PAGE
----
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Richard Mcgrail v. Superintendent

January 24, 2012

RICHARD MCGRAIL, PETITIONER,
v.
SUPERINTENDENT, COLLINS CORR. FACILITY, RESPONDENT.



The opinion of the court was delivered by: Gary L. Sharpe Chief Judge

DECISION AND ORDER

The court cannot locate pro se petitioner, Richard McGrail. Accordingly, it considers sua sponte McGrail's noncompliance with this District's Local Rules by failing to notify the court of his current address and by not prosecuting his action.

On January 30, 2008, Richard McGrail filed a petition for a writ of habeas corpus with the Western District of New York and the case was transferred to the Northern District of New York under seal. See Dkt. No. 1. On March 28, 2008 an order was issued granting the petitioner's in forma pauperis application. At that time, he was advised of his obligation to adhere to the Federal and Local Rules even though he was a pro se litigant. See Dkt. No. 5. However, the petitioner has not complied with the portion of this order in regards to promptly notifying the Clerk's Office and counsel of any change in his address. This district has expended considerable effort in order to familiarize pro se litigants with those Rules by reminding them of their obligations in various documents and orders mailed to them, and by preparing a Pro Se Handbook that is easily accessible. See http://www.nynd.uscourts.gov. In fact, copies of the Handbook have been provided to all prison libraries in the Northern District.

In relevant part, Local Rule ("L.R.") 10.1(b) provides:

All ... pro se litigants must immediately notify the court of any change of address. The notice of change of address is to be filed with the clerk of the court and served on all other parties to the action. The notice must identify each and every action for which the notice shall apply.... (emphasis in original).

In turn, L.R. 41.2(b) provides that the "[f]ailure to notify the Court of a change of address in accordance with L.R. 10.1(b) may result in the dismissal of any pending action."

In fact, while this litigation has been pending, McGrail has acknowledged this obligation on two occasions by filing a notice of change of address. See Dkt. No. 9 and 28.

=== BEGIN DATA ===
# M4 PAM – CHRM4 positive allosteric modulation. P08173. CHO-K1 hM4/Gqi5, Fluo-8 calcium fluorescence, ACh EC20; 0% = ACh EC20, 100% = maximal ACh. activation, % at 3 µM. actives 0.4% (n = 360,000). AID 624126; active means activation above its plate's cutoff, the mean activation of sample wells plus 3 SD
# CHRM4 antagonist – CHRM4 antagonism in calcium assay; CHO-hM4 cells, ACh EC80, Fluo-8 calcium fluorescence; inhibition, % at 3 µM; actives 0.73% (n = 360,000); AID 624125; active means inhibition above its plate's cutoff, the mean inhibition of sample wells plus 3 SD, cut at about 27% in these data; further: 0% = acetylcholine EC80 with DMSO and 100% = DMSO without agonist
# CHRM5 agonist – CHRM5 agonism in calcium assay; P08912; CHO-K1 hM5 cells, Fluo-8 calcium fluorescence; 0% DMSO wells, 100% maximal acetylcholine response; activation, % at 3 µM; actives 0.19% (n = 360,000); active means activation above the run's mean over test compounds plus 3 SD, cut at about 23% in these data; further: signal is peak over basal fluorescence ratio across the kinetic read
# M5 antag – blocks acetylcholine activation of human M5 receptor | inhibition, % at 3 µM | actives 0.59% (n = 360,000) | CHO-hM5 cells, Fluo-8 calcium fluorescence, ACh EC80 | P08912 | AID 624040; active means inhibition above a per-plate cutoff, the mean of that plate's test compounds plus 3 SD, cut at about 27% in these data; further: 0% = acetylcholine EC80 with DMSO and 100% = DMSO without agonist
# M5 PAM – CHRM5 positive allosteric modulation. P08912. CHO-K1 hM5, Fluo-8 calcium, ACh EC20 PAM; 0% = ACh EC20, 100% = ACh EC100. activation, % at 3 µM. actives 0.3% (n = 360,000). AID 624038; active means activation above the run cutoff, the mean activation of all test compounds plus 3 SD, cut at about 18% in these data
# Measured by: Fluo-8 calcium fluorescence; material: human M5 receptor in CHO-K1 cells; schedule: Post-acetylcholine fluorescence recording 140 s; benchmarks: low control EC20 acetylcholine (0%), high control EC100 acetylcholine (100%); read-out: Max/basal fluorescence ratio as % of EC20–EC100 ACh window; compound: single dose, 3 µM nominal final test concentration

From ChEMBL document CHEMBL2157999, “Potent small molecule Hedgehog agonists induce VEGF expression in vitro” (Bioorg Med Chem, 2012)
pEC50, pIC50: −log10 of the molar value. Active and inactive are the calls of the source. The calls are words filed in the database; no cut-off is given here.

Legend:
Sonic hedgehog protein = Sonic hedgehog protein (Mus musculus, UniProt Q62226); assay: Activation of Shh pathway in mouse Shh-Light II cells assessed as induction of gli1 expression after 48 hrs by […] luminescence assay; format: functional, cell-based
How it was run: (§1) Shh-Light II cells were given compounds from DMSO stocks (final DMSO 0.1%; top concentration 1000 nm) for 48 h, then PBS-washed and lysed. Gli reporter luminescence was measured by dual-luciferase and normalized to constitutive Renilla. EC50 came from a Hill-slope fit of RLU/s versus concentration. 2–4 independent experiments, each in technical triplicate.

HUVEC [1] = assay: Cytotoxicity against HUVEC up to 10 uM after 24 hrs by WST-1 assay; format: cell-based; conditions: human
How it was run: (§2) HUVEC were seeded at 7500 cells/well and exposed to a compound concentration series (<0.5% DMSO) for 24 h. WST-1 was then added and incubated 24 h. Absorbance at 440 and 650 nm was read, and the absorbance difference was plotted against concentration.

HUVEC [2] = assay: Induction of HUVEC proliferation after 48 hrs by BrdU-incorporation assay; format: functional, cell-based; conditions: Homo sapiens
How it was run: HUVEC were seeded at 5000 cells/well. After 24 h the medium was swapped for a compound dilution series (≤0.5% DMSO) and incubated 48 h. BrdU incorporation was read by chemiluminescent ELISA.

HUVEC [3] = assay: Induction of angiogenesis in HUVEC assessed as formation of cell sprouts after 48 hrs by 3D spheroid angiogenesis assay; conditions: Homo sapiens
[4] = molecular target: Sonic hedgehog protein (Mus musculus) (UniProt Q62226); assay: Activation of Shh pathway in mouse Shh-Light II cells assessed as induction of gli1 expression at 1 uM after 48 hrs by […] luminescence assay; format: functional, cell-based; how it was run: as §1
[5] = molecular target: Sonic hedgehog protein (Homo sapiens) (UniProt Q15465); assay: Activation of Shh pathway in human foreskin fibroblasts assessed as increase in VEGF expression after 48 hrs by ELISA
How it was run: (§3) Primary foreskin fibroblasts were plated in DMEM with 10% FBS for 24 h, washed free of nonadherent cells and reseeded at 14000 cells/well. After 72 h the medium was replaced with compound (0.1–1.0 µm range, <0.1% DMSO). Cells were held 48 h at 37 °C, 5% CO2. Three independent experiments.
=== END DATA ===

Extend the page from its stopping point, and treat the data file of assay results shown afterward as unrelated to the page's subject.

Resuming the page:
L.R. 41.2(b) mirrors Rule 41(b) of the Federal Rules of Civil Procedure, which affords the court discretionary authority to dismiss an action because of the failure to prosecute or to comply with any order of the court. Link v. Wabash R.R. County Indep. Sch. Dist., 370 U.S. 626 (1962); see also, Lyell Theater Corp. v. Loews Corp., 628 F. 2d 37 (2d Cir. 1982).

On November 14, 2011, the court issued a Report-Recommendation recommending that the petition for a writ of habeas be denied. That because the Court finds Petitioner has not made a substantial showing of the denial of a constitutional right pursuant to 28 U.S.C. 2253(c)(2), no certificate of appealability should issue with respect to any of Petitioner's claims. See Dkt. No. 30. On November 28, 2011, the court ascertained from DOCCS Inmate Locator that the petitioner was transferred to Mohawk Correctional Facility. A copy of the Report-Recommendation was sentenced to the petitioner at his new address. On December 7, 2011, the court further ascertained from DOCCS Inmate Locator that the petitioner was released on parole.

On December 28, 2011, the Court issued an order directing McGrail to notify the court within fourteen days of his current address and/or verify that his mailing address as listed in the caption of this order. See Dkt. No. 31. The court warned McGrail that his failure to comply with the order could result in dismissal for failure to comply with L.R. 10.1(b) and 41.2(b). A copy of the order was sent to the last known address of the petitioner.

On January 3, 2012, McGrail's copy of the order was marked return to sender - Left No Forwarding Address, Paroled 12/7/11. See Dkt. No. 32.

For the orderly disposition of cases, it is essential that litigants honor their continuing obligation to keep the court informed of address changes. Michaud v. Williams,98cv1141,1999 WL 33504430, at *1 (N.D.N.Y. Nov. 5, 1999) (citing Fenza v. Conklin,177 F.R.D. 126 (N.D.N.Y. 1998) (Pooler, then D.J.). As Judge Pooler has observed:

It is neither feasible nor legally required that the clerks of the district courts undertake independently to maintain current addresses on all parties to pending actions. It is incumbent upon litigants to inform the clerk of address changes, for it is manifest that communications between the clerk and the parties of their counsel will be conducted principally by mail. In addition to keeping the clerk informed of any change of address, parties are ...


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